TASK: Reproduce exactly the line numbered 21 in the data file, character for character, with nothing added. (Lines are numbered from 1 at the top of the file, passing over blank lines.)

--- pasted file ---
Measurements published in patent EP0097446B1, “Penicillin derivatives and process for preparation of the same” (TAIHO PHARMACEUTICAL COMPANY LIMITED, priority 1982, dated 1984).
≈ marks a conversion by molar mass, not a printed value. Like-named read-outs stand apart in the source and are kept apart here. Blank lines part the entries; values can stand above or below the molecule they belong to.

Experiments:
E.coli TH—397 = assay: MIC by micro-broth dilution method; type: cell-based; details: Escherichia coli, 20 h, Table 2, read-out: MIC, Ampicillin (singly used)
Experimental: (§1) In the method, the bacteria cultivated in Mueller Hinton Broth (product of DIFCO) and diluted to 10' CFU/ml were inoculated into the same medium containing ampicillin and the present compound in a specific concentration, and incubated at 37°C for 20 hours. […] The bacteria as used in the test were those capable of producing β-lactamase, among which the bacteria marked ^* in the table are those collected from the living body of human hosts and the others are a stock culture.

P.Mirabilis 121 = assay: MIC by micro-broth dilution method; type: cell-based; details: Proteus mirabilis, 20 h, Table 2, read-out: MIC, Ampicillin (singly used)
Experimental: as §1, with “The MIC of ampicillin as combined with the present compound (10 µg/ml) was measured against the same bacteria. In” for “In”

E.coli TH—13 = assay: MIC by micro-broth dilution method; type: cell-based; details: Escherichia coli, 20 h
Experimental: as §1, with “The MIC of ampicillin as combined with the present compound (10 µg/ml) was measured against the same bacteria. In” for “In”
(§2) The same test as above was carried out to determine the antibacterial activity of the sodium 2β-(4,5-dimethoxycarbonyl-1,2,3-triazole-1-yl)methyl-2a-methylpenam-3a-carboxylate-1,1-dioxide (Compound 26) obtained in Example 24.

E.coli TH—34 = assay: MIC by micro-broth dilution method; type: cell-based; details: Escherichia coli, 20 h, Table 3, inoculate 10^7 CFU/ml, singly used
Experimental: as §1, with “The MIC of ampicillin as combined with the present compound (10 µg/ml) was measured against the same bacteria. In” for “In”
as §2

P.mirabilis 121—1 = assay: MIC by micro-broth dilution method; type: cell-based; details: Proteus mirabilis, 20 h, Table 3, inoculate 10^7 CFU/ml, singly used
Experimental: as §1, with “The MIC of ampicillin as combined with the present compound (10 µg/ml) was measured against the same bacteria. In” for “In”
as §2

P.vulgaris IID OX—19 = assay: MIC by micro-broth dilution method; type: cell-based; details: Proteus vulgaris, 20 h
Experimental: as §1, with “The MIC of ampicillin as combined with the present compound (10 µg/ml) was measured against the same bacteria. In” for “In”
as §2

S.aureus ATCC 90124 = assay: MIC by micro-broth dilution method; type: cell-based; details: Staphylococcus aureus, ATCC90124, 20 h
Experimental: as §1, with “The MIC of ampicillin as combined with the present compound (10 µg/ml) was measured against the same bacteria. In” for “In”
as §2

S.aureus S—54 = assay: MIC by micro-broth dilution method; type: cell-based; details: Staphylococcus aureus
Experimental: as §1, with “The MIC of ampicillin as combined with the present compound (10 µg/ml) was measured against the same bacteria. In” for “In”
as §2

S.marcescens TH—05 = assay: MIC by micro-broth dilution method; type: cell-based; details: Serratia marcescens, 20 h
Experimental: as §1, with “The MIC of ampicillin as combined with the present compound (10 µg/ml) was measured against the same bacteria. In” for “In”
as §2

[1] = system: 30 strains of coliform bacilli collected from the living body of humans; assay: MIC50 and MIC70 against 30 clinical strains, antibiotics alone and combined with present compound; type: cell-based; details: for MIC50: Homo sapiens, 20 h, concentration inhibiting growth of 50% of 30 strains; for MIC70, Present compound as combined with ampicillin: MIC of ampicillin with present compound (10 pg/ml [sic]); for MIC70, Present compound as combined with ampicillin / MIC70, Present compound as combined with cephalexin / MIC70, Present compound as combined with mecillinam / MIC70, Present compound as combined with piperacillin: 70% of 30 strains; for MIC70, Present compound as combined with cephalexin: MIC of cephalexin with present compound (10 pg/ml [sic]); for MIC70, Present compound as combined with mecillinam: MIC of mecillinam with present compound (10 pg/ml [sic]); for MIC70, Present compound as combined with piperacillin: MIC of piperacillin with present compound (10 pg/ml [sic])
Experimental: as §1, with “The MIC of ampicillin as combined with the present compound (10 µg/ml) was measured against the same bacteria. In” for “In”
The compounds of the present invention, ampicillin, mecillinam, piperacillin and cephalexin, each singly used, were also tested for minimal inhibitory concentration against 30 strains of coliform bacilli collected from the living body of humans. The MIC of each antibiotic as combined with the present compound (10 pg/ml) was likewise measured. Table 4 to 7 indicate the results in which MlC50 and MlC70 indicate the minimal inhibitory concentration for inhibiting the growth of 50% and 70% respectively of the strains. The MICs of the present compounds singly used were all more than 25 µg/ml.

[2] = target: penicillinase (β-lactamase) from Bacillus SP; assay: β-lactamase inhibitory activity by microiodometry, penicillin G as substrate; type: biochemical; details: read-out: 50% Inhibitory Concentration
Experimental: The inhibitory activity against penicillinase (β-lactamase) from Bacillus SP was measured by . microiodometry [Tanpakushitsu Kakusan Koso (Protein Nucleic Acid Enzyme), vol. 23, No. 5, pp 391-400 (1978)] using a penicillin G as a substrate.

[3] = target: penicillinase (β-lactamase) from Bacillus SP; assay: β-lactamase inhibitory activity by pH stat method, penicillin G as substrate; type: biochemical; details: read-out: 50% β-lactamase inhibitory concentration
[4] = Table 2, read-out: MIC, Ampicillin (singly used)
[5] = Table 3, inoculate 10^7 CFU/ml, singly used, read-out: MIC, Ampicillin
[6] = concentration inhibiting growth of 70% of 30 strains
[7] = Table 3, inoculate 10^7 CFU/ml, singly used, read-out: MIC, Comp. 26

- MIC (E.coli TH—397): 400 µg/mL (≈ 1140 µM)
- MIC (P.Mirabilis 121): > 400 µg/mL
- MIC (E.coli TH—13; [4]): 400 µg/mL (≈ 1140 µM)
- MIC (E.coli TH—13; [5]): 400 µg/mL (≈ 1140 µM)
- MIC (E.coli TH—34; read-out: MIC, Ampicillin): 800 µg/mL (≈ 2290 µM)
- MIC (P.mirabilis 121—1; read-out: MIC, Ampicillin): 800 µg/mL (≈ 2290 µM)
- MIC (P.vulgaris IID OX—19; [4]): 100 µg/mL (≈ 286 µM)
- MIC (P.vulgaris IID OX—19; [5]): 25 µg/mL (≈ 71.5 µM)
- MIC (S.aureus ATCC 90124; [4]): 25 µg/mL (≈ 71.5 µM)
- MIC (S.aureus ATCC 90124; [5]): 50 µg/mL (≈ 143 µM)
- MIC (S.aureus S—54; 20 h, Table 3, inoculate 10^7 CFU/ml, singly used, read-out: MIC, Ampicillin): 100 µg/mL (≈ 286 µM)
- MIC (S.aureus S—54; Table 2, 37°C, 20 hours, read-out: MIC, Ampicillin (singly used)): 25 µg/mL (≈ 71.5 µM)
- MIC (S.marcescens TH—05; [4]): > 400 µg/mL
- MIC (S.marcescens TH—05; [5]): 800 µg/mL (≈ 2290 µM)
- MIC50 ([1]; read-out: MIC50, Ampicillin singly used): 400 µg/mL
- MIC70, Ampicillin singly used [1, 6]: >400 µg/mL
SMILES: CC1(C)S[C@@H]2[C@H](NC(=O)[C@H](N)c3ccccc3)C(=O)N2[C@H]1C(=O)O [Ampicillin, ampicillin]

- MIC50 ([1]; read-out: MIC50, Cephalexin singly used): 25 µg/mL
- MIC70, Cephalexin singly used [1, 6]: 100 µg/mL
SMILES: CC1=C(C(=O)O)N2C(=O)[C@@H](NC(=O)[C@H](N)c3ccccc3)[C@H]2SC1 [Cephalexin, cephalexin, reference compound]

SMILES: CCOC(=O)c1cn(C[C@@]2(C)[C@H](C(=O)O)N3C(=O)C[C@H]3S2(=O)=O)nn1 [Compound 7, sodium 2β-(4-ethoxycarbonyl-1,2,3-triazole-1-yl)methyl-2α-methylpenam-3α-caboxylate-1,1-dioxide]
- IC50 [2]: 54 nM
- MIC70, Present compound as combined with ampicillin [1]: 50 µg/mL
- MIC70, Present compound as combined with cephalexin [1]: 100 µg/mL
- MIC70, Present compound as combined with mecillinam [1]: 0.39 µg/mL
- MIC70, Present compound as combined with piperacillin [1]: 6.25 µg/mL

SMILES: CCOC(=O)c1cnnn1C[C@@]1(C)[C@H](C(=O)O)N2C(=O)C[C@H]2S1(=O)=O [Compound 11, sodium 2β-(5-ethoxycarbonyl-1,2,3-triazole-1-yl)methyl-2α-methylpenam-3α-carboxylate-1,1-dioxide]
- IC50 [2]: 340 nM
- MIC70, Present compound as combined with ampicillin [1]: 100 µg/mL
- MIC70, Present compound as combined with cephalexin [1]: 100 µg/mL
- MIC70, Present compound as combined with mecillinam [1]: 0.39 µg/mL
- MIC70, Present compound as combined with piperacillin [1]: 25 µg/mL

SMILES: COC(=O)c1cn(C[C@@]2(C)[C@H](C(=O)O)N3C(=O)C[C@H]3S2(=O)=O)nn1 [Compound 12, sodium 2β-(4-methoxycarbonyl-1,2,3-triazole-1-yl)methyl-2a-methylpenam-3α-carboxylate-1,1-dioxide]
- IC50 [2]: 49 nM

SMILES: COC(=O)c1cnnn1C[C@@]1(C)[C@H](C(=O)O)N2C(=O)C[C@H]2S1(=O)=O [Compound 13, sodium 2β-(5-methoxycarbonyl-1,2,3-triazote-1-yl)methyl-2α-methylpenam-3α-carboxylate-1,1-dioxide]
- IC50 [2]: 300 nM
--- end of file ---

Experimental: as §1, with “The MIC of ampicillin as combined with the present compound (10 µg/ml) was measured against the same bacteria. In” for “In”